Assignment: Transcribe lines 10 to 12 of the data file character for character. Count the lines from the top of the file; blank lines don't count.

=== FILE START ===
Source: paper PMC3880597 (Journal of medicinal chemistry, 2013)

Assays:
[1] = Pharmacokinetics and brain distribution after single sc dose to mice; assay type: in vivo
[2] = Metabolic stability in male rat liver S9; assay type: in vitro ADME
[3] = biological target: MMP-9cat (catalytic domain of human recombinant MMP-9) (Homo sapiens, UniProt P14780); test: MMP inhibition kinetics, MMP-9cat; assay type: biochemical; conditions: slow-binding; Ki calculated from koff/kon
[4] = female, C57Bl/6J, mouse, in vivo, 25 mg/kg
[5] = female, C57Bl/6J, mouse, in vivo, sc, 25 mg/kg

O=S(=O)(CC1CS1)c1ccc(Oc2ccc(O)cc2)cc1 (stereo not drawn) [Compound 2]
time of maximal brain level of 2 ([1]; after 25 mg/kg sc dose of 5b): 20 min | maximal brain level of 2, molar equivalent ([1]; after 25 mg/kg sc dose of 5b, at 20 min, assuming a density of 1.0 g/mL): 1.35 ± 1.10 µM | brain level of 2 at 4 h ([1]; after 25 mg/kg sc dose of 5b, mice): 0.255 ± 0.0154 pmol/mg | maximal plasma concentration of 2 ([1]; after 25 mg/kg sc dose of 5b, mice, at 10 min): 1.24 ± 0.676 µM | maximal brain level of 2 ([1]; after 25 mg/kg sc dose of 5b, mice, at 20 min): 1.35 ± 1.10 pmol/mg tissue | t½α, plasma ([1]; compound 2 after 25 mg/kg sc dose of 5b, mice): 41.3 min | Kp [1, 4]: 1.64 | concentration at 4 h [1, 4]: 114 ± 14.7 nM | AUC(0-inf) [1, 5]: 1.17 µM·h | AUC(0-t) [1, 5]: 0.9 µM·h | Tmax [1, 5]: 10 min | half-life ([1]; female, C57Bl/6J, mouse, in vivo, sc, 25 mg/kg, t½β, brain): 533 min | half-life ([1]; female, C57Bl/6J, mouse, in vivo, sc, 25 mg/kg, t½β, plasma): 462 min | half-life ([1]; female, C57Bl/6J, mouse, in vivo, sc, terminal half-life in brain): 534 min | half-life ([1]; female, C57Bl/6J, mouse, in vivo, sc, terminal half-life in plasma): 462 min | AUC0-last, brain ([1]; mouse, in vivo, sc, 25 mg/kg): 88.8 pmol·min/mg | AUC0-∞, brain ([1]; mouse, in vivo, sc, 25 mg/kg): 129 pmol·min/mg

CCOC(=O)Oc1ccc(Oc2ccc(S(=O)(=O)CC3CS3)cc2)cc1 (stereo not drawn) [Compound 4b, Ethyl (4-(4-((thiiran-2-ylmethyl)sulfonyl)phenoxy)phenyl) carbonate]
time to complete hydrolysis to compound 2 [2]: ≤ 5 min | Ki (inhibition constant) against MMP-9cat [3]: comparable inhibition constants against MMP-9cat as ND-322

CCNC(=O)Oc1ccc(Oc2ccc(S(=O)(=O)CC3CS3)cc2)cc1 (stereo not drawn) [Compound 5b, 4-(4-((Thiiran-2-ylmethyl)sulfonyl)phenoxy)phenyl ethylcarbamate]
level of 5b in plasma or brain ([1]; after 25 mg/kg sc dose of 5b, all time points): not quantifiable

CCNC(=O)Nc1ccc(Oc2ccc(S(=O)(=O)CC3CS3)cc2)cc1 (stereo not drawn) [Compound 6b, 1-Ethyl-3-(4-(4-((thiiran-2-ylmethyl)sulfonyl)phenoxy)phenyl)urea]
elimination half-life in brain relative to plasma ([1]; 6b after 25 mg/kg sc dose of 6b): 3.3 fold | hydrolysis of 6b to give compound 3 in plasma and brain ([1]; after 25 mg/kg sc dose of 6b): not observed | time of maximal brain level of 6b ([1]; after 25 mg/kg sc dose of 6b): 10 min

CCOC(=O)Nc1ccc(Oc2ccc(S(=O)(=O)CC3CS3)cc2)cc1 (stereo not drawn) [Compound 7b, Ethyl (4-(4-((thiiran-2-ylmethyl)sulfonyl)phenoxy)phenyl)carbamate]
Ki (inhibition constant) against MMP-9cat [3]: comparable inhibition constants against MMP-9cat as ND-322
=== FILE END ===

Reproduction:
CCOC(=O)Oc1ccc(Oc2ccc(S(=O)(=O)CC3CS3)cc2)cc1 (stereo not drawn) [Compound 4b, Ethyl (4-(4-((thiiran-2-ylmethyl)sulfonyl)phenoxy)phenyl) carbonate]
time to complete hydrolysis to compound 2 [2]: ≤ 5 min | Ki (inhibition constant) against MMP-9cat [3]: comparable inhibition constants against MMP-9cat as ND-322

CCNC(=O)Oc1ccc(Oc2ccc(S(=O)(=O)CC3CS3)cc2)cc1 (stereo not drawn) [Compound 5b, 4-(4-((Thiiran-2-ylmethyl)sulfonyl)phenoxy)phenyl ethylcarbamate]